OceanGate, the company behind the Titan Submersible, opted not to seek certification from safety organizations overseeing deep-diving crafts, citing that certification might stifle innovation. However, this approach led to critical oversights that compromised the submersible’s safety. One such issue was the decision to use a pill-shaped hull made from carbon fibre, instead of the more common and pressure-resistant spherical-shaped hull made from titanium. The pill-shaped hull was chosen to accommodate more occupants, but its design lacked the even distribution of stresses that a spherical hull provides, leaving it susceptible to weaknesses and potential failures.

Furthermore, the choice of carbon fibre over titanium was driven by cost-saving motives, disregarding the fact that carbon fibre performs better under tensile stress rather than compression despite the fact compression is the force that a submersible must be able to withstand. The integration of titanium hemispheres with the carbon fibre hull introduced additional points of failure at their joints. The Titan experienced numerous pressurization cycles throughout all the tests, potentially leading to defects in the carbon fibre that are near impossible to measure due to the nature of carbon fibre, unlike metallurgy which can be monitored. As the hull was composed of two different materials, during these pressurization cycles each material may have undergone distinct deformations. This could have resulted in permanent deformations or misalignment between the two parts, compounding the complexity of the issue.

Numerous safety warnings were raised, including concerns voiced by David Lochridge, a pilot for a previous OceanGate submersible, saying that Titan was not equipped to reach the depths of the Titanic around 13,123 feet. Before the launch of Titan, Rob McCallum, an experienced expert in submersibles, also issued warnings. Including that unlike every other submersible that uses hard-wired controls, Titan’s control system relied on Bluetooth. This raised concerns because hard-wired controls ensure continued control even if the signal drops, whereas Bluetooth may lead to loss of control under certain circumstances. Unfortunately, these warnings fell on deaf ears, and Lochridge was even dismissed from the company for expressing his safety concerns. OceanGate’s management exhibited a significant deficiency in establishing a proper system for listening to their technical experts, which particularly on a project as unique and high-risk as this, is extremely negligent.

OceanGate’s Titan Submersible serves as a stark example of the consequences that can arise when proper testing, safety measures, and reliability are compromised in the pursuit of rushing innovation. The unfortunate outcome of the Titanic exhibition was, in part, a result of overlooking essential safety protocols and choosing shortcuts over thoroughness. Such incidents underscore the importance of prioritizing safety and the need for collaborative efforts among designers, engineers, and safety experts to ensure the success and security of ambitious projects like deep-diving crafts. If the designers and engineers involved in the project had been granted greater authority in making design choices, it is highly probable that the product development path would have taken a more favourable and successful direction.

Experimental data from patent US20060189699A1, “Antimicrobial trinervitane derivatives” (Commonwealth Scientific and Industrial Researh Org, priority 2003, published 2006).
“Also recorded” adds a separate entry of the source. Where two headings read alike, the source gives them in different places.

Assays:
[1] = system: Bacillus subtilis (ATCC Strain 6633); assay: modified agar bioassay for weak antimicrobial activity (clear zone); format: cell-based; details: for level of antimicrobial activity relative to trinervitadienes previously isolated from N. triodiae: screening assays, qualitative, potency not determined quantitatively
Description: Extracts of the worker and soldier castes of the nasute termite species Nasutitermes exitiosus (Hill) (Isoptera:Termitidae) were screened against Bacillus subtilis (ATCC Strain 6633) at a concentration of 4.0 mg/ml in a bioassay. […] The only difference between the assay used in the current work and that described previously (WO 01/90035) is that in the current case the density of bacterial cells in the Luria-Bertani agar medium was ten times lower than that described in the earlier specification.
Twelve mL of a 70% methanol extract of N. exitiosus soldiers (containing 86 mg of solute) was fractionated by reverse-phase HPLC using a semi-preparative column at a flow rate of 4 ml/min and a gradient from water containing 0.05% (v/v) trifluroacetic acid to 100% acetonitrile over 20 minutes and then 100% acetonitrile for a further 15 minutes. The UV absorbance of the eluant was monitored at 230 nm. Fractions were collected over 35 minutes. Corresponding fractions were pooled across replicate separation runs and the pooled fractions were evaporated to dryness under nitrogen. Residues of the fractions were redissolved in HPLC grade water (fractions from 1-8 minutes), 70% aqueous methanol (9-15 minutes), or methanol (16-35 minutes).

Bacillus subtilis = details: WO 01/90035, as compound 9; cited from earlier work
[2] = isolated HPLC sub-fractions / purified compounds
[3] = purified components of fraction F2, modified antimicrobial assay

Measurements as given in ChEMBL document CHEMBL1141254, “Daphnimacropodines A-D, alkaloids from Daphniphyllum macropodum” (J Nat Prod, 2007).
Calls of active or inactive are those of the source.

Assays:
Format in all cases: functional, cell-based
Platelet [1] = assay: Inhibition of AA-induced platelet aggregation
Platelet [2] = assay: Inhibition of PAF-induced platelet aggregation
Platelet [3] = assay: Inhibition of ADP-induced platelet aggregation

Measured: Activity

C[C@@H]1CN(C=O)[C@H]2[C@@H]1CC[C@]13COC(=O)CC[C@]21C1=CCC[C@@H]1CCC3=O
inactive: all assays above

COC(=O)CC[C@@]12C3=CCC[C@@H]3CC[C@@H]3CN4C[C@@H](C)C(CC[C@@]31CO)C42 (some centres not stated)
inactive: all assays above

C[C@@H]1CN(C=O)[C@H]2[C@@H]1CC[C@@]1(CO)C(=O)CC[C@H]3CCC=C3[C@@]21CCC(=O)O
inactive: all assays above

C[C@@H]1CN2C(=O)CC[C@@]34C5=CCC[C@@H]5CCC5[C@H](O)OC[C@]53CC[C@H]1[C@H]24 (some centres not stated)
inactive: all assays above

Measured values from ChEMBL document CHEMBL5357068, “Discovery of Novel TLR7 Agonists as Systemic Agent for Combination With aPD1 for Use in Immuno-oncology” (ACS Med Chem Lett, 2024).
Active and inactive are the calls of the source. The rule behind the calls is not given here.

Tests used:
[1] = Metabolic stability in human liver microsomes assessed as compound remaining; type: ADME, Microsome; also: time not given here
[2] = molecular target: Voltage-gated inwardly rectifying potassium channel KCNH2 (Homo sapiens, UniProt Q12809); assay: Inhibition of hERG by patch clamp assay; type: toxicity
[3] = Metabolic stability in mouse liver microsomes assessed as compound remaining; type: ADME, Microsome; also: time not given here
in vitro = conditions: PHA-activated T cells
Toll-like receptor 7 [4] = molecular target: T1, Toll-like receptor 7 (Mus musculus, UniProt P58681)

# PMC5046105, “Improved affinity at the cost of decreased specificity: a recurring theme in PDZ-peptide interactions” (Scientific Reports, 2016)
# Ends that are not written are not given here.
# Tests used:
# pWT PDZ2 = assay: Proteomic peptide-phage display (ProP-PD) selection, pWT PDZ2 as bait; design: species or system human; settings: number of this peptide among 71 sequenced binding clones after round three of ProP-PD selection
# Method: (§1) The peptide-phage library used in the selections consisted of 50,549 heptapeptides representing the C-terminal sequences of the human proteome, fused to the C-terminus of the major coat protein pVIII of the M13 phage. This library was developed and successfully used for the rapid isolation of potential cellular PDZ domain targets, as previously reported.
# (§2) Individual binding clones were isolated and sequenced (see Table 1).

OceanGate Titan Submersible

There are instances where companies have tried to address single point failures by implementing failsafe mechanisms, only to find that these very mechanisms become the cause of failure. An example of this occurred with the Boeing 737 MAX, which introduced a new system called MCAS. The purpose of MCAS was to automatically adjust the horizontal stabilizer and trim tab, pushing down the aircraft nose from an elevated angle of attack (AoA) to prevent potential stalls.

However, unlike previous versions of this system, on the 737 MAX, movement of the control column by the pilots did not disable MCAS. Boeing sought and received approval from the FAA to omit a description of MCAS from the aircraft manual, leaving pilots unaware of the system when the airplane entered service in 2017. This critical information, which highlighted the system’s limitations, was withheld by Boeing for at least a year. Tragically, this resulted in pilots being unaware of how to override the MCAS system when it malfunctioned, leading to the plane nosediving uncontrollably and causing fatal crashes. Two such devastating incidents occurred with Lion Air Flight 610 in 2018 and Ethiopian Airlines Flight 302 in 2019, leading to a total of 346 lives lost.

Boeing 737 Max Failure Analysis


The assessment of single point failures is a critical aspect of the product design process. Designers must proactively identify potential weak points and implement strategies to mitigate their impact. By incorporating redundancy, conducting thorough testing, considering user feedback, and integrating fail-safe mechanisms, designers can create more reliable and robust products. Designers bear a significant responsibility in ensuring that the products they create enhance the lives of users rather than endanger them. The pursuit of excellence in product design lies in the continuous effort to identify and address single point failures, ultimately leading to safer, more reliable, and successful products in the market.

Flynn Product Design offers product design consultancy, industrial design, prototype design, and related services, to ambitious companies.

Set us a challenge book your free meeting today !

Related Categories: Industrial Design, Product Design & Development, Product Designer, Prototype Design, Uncategorized